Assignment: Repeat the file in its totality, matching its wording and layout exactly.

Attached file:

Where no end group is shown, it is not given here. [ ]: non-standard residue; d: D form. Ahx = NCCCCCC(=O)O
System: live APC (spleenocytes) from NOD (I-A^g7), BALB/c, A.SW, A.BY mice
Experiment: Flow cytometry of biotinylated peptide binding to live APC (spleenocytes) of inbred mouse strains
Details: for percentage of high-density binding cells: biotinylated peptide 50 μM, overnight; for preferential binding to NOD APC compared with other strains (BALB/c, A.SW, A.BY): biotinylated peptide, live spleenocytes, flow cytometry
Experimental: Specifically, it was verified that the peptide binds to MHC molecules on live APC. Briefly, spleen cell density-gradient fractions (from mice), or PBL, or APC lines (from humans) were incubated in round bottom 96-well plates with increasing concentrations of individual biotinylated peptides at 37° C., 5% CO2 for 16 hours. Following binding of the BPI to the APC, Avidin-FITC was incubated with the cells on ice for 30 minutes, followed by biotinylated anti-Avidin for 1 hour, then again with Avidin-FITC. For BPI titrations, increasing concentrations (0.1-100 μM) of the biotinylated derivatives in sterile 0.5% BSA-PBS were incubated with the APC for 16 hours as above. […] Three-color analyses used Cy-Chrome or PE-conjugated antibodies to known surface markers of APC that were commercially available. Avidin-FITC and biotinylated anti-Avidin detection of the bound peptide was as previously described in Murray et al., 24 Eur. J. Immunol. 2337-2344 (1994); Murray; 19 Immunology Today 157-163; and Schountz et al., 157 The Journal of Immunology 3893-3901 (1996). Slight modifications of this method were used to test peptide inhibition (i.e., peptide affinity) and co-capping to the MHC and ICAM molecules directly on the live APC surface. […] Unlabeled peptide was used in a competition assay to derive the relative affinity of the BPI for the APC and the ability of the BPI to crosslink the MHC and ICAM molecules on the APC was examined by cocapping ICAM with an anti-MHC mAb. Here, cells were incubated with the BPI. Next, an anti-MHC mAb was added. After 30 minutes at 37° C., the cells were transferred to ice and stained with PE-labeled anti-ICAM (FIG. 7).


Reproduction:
Where no end group is shown, it is not given here. [ ]: non-standard residue; d: D form. Ahx = NCCCCCC(=O)O
System: live APC (spleenocytes) from NOD (I-A^g7), BALB/c, A.SW, A.BY mice
Experiment: Flow cytometry of biotinylated peptide binding to live APC (spleenocytes) of inbred mouse strains
Details: for percentage of high-density binding cells: biotinylated peptide 50 μM, overnight; for preferential binding to NOD APC compared with other strains (BALB/c, A.SW, A.BY): biotinylated peptide, live spleenocytes, flow cytometry
Experimental: Specifically, it was verified that the peptide binds to MHC molecules on live APC. Briefly, spleen cell density-gradient fractions (from mice), or PBL, or APC lines (from humans) were incubated in round bottom 96-well plates with increasing concentrations of individual biotinylated peptides at 37° C., 5% CO2 for 16 hours. Following binding of the BPI to the APC, Avidin-FITC was incubated with the cells on ice for 30 minutes, followed by biotinylated anti-Avidin for 1 hour, then again with Avidin-FITC. For BPI titrations, increasing concentrations (0.1-100 μM) of the biotinylated derivatives in sterile 0.5% BSA-PBS were incubated with the APC for 16 hours as above. […] Three-color analyses used Cy-Chrome or PE-conjugated antibodies to known surface markers of APC that were commercially available. Avidin-FITC and biotinylated anti-Avidin detection of the bound peptide was as previously described in Murray et al., 24 Eur. J. Immunol. 2337-2344 (1994); Murray; 19 Immunology Today 157-163; and Schountz et al., 157 The Journal of Immunology 3893-3901 (1996). Slight modifications of this method were used to test peptide inhibition (i.e., peptide affinity) and co-capping to the MHC and ICAM molecules directly on the live APC surface. […] Unlabeled peptide was used in a competition assay to derive the relative affinity of the BPI for the APC and the ability of the BPI to crosslink the MHC and ICAM molecules on the APC was examined by cocapping ICAM with an anti-MHC mAb. Here, cells were incubated with the BPI. Next, an anti-MHC mAb was added. After 30 minutes at 37° C., the cells were transferred to ice and stained with PE-labeled anti-ICAM (FIG. 7).